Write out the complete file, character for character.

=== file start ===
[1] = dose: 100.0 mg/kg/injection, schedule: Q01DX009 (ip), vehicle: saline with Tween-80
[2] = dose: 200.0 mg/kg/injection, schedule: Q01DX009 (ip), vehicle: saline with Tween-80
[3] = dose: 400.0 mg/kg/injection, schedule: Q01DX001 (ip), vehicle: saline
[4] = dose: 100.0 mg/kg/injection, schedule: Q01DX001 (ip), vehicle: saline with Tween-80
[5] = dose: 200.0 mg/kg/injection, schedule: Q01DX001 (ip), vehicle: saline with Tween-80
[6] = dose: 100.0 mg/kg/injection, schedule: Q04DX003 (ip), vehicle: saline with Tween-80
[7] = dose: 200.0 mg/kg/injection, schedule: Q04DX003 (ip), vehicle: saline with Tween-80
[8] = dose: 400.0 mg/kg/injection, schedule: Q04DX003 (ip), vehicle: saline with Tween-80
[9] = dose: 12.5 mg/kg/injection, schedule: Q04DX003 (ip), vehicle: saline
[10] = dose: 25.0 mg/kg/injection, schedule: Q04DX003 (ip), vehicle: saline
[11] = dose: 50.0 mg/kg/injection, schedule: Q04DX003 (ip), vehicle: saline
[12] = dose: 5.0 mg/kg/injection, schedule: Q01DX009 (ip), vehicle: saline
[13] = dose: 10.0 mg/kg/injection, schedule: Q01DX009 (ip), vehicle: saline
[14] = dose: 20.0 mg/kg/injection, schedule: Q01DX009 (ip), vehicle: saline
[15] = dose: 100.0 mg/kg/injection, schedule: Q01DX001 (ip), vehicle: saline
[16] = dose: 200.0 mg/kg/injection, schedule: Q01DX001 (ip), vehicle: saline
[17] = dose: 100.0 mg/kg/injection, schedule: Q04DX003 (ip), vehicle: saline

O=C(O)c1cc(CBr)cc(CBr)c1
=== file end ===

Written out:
[1] = dose: 100.0 mg/kg/injection, schedule: Q01DX009 (ip), vehicle: saline with Tween-80
[2] = dose: 200.0 mg/kg/injection, schedule: Q01DX009 (ip), vehicle: saline with Tween-80
[3] = dose: 400.0 mg/kg/injection, schedule: Q01DX001 (ip), vehicle: saline
[4] = dose: 100.0 mg/kg/injection, schedule: Q01DX001 (ip), vehicle: saline with Tween-80
[5] = dose: 200.0 mg/kg/injection, schedule: Q01DX001 (ip), vehicle: saline with Tween-80
[6] = dose: 100.0 mg/kg/injection, schedule: Q04DX003 (ip), vehicle: saline with Tween-80
[7] = dose: 200.0 mg/kg/injection, schedule: Q04DX003 (ip), vehicle: saline with Tween-80
[8] = dose: 400.0 mg/kg/injection, schedule: Q04DX003 (ip), vehicle: saline with Tween-80
[9] = dose: 12.5 mg/kg/injection, schedule: Q04DX003 (ip), vehicle: saline
[10] = dose: 25.0 mg/kg/injection, schedule: Q04DX003 (ip), vehicle: saline
[11] = dose: 50.0 mg/kg/injection, schedule: Q04DX003 (ip), vehicle: saline
[12] = dose: 5.0 mg/kg/injection, schedule: Q01DX009 (ip), vehicle: saline
[13] = dose: 10.0 mg/kg/injection, schedule: Q01DX009 (ip), vehicle: saline
[14] = dose: 20.0 mg/kg/injection, schedule: Q01DX009 (ip), vehicle: saline
[15] = dose: 100.0 mg/kg/injection, schedule: Q01DX001 (ip), vehicle: saline
[16] = dose: 200.0 mg/kg/injection, schedule: Q01DX001 (ip), vehicle: saline
[17] = dose: 100.0 mg/kg/injection, schedule: Q04DX003 (ip), vehicle: saline

O=C(O)c1cc(CBr)cc(CBr)c1